Betweenness Centrality: An extremely powerful measure (but only one of many!) of which are the most “important” nodes on a network. It is surprising how often this is a useful metric. Betweenness centrality is determined by first calculating (as if it were Google Maps) the shortest paths between every node on a network and every other node on the network. The betweenness centrality of any given node is a measure of how often these trips (going from other nodes to other nodes) had to pass THROUGH a given node in order to reach their destination. If we think of a traffic network as nodes of intersections with edges of roads, the betweenness centrality of an intersection is a measure of how often the “short trips” would go through a given intersection. Or, imagine a network of friends from some Hollywood (read: unreal) John Hughes-esque movie about high school, where we have distinct social cliques of “goths”, “jocks”, “nerds”. A person with a high betweenness centrality would the individual(s) who form the rare bridges between these groups and thus can facilitate cooperation. In the example below, Students “A,” “O,” and “1,” all have the highest betweenness centrality as they form the bridge between groups.
Modularity: A very slick mathematical way to detect larger “neighborhoods” in a network. It sifts out the structure of the network into detectable larger sections. For a brief but illustrative example, see below. Nodes are colored based upon which group the modularity algorithm sorted them into. For more info see here.
Multi-Modal Networks: Our starting network is a multi-modal network that we must transform. Multi-modal networks have more than one “kind” of node. True networks, in order to perform meaningful statistical analysis CANNOT be multi-modal. To put it simply, can’t have metaphorical apples with metaphorical oranges. An example… you might think of a network involving an exchange on Twitter. Someone new to network analysis might imagine that there are nodes that are “people”, and there are nodes that are “tweets”. And then they would draw edges connecting the people to the tweets they sent (or were mentioned in). But you see, this is a multi-modal network because it contains nodes of two wholly different types, people and tweets. A proper network (non multi-modal) would be a network of only people, with lines drawn between them when a tweet from one mentioned another person. Right now, our network is actually multi-modal. It contains connections going from Person -> Charter -> Person. We will use a tool in Gephi to take out the “middleman” (the charters) and leave only the connections between people.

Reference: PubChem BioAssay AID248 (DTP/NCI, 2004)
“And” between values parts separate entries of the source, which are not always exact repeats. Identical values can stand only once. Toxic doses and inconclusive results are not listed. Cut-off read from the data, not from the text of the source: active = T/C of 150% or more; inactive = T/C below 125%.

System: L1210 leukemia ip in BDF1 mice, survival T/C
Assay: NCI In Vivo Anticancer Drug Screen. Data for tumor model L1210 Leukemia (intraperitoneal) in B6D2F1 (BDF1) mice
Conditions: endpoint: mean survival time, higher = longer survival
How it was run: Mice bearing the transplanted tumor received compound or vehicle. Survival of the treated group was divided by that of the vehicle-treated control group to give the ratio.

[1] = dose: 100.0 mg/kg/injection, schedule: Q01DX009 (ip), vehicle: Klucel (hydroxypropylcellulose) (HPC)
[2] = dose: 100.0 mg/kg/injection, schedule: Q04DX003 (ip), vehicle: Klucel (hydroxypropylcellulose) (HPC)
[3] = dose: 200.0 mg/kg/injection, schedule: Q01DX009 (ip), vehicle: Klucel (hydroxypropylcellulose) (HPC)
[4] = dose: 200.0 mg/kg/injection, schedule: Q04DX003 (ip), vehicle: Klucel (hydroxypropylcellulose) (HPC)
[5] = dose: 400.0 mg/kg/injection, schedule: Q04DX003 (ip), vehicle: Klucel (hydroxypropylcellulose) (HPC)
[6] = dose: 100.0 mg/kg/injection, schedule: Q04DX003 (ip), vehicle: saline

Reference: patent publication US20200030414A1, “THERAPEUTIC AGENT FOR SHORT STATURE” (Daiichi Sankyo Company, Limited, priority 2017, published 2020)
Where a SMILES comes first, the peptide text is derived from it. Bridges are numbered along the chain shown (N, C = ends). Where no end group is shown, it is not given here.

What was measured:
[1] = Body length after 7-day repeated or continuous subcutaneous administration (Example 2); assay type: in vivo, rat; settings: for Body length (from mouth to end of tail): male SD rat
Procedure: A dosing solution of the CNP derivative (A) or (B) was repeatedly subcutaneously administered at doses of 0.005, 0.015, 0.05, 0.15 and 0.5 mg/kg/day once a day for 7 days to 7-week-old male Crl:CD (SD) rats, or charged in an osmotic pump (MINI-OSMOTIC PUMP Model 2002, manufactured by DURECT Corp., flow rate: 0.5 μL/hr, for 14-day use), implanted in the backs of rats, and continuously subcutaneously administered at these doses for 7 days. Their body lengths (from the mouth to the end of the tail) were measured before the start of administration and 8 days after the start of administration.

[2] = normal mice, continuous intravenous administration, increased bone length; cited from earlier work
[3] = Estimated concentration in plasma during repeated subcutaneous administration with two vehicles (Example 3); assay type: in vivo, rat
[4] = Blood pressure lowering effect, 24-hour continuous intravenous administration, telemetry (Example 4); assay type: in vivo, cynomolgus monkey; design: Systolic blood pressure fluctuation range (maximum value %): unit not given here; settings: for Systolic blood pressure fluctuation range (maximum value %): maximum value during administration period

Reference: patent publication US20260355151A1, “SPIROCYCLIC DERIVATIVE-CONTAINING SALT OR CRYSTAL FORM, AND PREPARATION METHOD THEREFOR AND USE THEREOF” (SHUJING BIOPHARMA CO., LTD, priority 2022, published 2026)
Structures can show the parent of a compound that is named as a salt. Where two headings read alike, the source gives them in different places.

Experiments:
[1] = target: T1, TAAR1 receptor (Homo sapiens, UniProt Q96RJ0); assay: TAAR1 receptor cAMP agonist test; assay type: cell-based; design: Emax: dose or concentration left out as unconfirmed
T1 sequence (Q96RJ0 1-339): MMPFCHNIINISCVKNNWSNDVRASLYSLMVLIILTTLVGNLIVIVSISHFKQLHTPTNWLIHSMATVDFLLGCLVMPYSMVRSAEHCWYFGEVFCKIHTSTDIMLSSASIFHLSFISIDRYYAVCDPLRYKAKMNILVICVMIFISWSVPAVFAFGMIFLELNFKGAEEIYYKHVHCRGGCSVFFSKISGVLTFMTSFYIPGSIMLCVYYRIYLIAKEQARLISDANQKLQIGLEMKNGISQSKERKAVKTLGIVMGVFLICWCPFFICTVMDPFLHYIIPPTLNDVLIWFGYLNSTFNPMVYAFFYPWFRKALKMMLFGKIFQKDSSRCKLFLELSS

There’s a lot more of course, but we don’t want to get buried any more than we are! That’s all the terminology we need to move onto the practical parts of the lesson.
Launching, Loading Plugins, and Importing
Open up Gephi from wherever you installed it and you should be taken to a loading screen similar to the one below. You won’t see the same filenames listed as in my picture below because you haven’t opened the program before.
If you want, you can click to “Enable Timeline” at the bottom. Although I clicked it in some of our screenshots, we aren’t going to use it for this tutorial and so it doesn’t matter.
First though, we need to install a couple of plugins to do our work. To do that, go to the “Tools” menu and choose “Plugins” (1). Then click the tab that says “Available Plugins” (2). You should then see a list of all available plugins (3). There are many and I urge you to check some out, but we only need two for this exercise. Check the boxes for the “MultiGravity ForceAtlas 2” plugin (4) and the “MultiModalNetworks Transformation Tool” (5). Then click “Install.” Click “Next” to confirm (6). Then agree to the terms and conditions (7). Choose “Restart Now” to finish and relaunch Gephi (8). When it asks if you want to save changes, choose “No” (9).
Start up Gephi again and click “New Project” (1). Once it is loaded, notice the three buttons near the top left “Overview”, “Data Laboratory”, and “Preview”.
We are currently in the Overview mode, which gives us a real-time visual display of our current network. Our network is empty, so the overview is blank. Data Laboratory is where you go to see the underlying spreadsheets of nodes and edges that power the network. Preview is where you go to set up how you want a final rendered image of the network to look. For now, go to “Data Laboratory”.
Once the Data Laboratory is open (1), note that there are two tabs, “Nodes” and “Edges”, just to the top-left of the empty spreadsheet, below where it says “Data Table”. We are currently set to nodes, but this is how you switch back and forth. Click “Import Spreadsheet” on the toolbar just above the empty spreadsheet. You will then see a file selection interface, navigate to where you downloaded the data files above and select the nodes file “asc_charters_and_people_nodes.csv” (2). It will then try to detect some basic information about the file, all of which appears correct, so hit “Next” (3). Then, it will ask you to confirm that it has interpreted the data types of the different columns correctly, which it has, so again hit “Finish” (4). It will bring up one final confirmation screen, MAKE SURE to select “Append to existing workspace” instead of “New workspace.” Once you have done that click “OK” (5). You should then see the spreadsheet populated with data about our Anglo Saxons (6)!